This piece was published in the Pasadena Star-News on October 27, 2019.
The collision was inevitable, considering where we were. Two fleet-footed children were running fast and hard and smacked together, head-on.
“Damn,” I said to myself. I walked quickly over to my eight-year-old granddaughter and the little boy she collided with. He was crying. My granddaughter was shocked but unhurt. The boy looked to be about four-years-old. He wasn’t bleeding so I relaxed a little.
We were in one of those kiddie-climbing gyms that are very popular these days. They are childhood fantasyland – a place to climb, slide, jump, and scream in delight. It is a shock to the senses for adults, but the payoff is that parents can bring their laptop and work while their children play - if they can tolerate the noise level.
The screams of joy and abandon rise up to the three-story ceiling where the kids climb up stairways covered in padding in bright primary colors that have netting on both sides. Then they then slide down on one of a variety of slides. Or they can stay up top and pummel the kids below with multi-colored soft foam balls. It is perfectly safe fun but no one can prevent collisions of the kind my granddaughter and the other child got into.
Both of us comforted the boy, but he continued to cry. He directed us to his daddy and we both expressed regret to him and my granddaughter apologized profusely. It wasn’t all her fault, but she felt bad because she was so much bigger than the boy.
I was greatly relieved when the boy’s father remained calm, listened to both of us and understood that no harm was meant to his son. My granddaughter still felt terrible so we sat together for a while until she was ready to get up and run around again.
About ten minutes later the boy and his father approached my granddaughter and I joined them. The father said the boy was sorry too and the look on his little face told me that he and his dad had had a talk. The boy accepted responsibility for his part in the collision and apologized too, thus relieving my granddaughter of some guilt.
But the drama was not over. My granddaughter had a piece of costume jewelry, a pendant about the size of a quarter with a greenish stone. It was very special to her and I suggested that she take it off when playing but she insisted on wearing it and I didn’t argue.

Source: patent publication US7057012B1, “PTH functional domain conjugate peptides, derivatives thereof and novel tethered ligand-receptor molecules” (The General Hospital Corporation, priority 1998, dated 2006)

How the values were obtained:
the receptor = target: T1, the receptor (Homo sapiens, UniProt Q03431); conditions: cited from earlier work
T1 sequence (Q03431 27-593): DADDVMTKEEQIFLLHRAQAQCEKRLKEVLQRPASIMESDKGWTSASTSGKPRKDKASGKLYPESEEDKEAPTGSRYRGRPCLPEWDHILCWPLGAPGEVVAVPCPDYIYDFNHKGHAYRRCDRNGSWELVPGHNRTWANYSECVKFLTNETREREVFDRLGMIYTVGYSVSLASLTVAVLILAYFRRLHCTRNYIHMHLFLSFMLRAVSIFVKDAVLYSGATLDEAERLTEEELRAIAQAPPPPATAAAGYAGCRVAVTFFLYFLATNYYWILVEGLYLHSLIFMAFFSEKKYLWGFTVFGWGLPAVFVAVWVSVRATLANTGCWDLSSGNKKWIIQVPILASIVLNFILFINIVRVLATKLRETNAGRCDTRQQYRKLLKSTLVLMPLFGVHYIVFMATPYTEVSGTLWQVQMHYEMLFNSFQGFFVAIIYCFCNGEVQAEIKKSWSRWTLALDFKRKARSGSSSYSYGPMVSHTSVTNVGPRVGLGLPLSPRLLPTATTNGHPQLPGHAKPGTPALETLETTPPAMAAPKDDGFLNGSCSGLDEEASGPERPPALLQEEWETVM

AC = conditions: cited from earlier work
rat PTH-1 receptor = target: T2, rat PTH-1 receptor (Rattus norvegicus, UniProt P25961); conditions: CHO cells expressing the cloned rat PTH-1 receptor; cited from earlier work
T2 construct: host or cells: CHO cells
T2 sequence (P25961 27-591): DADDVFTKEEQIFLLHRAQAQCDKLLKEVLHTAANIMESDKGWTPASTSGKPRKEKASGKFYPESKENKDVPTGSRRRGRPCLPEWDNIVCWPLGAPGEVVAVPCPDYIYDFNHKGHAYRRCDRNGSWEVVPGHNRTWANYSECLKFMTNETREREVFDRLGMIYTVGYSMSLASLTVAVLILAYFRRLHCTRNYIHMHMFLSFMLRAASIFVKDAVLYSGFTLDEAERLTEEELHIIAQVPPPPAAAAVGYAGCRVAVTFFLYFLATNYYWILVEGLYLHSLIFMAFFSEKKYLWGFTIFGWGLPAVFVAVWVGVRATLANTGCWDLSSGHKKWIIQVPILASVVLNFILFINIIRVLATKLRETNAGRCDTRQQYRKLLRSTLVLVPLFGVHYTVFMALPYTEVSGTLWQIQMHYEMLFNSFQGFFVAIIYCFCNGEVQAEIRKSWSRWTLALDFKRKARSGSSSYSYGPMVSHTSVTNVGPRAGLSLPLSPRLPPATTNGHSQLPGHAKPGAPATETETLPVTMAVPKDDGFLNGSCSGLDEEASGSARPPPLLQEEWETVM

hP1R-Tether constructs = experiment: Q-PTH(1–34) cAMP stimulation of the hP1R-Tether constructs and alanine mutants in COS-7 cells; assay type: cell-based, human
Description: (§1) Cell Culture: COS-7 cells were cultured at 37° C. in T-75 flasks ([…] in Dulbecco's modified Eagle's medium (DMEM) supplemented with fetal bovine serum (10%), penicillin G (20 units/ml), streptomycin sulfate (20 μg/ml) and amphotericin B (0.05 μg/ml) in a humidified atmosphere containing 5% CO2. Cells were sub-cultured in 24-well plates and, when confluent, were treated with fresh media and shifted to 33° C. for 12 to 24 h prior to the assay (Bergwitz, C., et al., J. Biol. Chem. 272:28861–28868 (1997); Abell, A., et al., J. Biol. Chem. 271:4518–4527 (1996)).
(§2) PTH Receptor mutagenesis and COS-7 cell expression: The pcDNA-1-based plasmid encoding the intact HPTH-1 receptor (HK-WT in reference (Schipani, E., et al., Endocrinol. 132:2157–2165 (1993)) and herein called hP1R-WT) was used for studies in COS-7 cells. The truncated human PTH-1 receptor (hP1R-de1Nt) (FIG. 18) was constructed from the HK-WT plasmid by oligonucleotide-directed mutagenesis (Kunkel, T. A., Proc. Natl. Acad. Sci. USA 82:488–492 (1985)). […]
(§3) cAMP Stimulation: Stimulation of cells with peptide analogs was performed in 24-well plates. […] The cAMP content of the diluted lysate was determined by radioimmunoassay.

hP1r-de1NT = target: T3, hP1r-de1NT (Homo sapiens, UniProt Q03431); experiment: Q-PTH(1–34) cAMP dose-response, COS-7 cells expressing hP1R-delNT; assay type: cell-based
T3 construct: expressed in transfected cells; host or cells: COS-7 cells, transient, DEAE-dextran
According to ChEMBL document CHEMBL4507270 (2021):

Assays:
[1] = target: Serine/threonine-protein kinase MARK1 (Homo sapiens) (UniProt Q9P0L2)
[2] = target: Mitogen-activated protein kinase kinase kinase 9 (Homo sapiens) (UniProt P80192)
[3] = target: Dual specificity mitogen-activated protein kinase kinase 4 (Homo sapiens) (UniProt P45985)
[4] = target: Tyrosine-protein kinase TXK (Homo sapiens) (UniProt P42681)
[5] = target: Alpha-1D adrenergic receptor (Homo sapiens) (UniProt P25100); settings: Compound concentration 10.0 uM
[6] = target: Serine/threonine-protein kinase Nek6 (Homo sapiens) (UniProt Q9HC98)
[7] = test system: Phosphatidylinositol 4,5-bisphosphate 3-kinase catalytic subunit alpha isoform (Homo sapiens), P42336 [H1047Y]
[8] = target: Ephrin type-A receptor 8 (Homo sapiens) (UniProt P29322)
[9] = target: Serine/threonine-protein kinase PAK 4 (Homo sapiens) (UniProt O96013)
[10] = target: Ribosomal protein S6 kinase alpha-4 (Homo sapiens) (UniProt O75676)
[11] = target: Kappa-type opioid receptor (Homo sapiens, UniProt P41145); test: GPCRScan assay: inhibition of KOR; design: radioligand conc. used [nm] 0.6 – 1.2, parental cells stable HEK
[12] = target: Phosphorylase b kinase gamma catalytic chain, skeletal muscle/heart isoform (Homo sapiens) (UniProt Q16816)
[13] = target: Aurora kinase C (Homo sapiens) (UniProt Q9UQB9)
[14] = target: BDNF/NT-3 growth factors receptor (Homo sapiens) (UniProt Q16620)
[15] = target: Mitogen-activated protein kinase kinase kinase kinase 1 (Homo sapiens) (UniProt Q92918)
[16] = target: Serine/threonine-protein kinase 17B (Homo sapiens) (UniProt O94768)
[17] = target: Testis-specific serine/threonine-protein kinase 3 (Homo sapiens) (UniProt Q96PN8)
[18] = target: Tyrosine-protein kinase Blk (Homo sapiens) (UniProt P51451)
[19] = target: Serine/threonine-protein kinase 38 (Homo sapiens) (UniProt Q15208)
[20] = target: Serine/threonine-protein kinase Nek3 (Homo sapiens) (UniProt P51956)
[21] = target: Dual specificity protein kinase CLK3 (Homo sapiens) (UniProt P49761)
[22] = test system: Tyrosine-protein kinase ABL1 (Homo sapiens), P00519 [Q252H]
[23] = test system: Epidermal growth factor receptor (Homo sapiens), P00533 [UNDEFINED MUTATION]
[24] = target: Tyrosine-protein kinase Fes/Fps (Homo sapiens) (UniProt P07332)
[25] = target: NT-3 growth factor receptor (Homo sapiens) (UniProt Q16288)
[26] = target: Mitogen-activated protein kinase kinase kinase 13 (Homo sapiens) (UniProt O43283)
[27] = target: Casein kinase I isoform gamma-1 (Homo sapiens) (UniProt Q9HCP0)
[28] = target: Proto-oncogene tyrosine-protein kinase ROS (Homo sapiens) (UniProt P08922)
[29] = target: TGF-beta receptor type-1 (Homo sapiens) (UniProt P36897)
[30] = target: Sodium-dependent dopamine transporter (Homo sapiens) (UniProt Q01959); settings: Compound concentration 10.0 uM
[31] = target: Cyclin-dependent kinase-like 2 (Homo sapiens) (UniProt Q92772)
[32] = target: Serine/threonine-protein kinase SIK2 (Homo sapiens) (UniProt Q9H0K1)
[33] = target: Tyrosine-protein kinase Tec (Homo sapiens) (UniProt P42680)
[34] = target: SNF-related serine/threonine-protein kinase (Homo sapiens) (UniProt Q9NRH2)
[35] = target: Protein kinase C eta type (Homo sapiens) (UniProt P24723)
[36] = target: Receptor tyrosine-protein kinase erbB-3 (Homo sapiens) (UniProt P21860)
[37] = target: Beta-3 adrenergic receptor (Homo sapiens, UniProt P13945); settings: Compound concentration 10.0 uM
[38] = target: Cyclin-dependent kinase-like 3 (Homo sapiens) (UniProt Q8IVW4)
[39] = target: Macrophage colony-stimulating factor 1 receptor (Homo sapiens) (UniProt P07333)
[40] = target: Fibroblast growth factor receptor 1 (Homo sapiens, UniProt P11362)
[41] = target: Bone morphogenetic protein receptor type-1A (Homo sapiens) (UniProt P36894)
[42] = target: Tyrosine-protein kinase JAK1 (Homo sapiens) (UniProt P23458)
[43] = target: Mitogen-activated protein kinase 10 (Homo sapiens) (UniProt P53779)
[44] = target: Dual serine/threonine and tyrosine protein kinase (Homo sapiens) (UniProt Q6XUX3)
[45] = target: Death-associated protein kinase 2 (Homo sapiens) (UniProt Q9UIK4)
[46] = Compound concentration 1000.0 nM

She came up to me with tears in her eyes and said the pendant was missing. “Damn,” I said to myself. We looked and looked and asked the attendants if it had been turned in. One told me that a lot of children just keep items like that.
My granddaughter had made a friend, who helped look, as did her grandpa and me. But there was no way either my husband or I could climb up those padded steps that were designed for little feet and supple bodies, not the creaky bodies of grandparents who are approaching age seventy.
Then I saw the father of the boy who had collided with my granddaughter, entering the climbing cage, looking for the pendant. He was at least forty years younger than us and I was so grateful that he could see our predicament and was moved to help.
Someone actually turned in the pendant and my granddaughter was delighted. It seems practically everyone in the place was looking for it and someone found it in the bouncy house. We had found the proverbial needle in a haystack.
The boy’s father and I guided two children through a mishap with mutual acceptance of responsibility and civility. I was grateful to a man who could have been unpleasant about my granddaughter’s collision with his son, but taught him to be kind instead. Then he went above and beyond to help us out when he saw we needed it.
So why is this story appearing on the OP/ED page of this newspaper? In this time of deep dissension, raging insensitivity and incivility, it is worth mentioning. We Americans must remind ourselves that these encounters happen a million times a day throughout our country. This story is a pleasant reminder of what a great country we live in, filled with people of good will and warm hearts, who teach their children well.
Kathleen Vallee Stein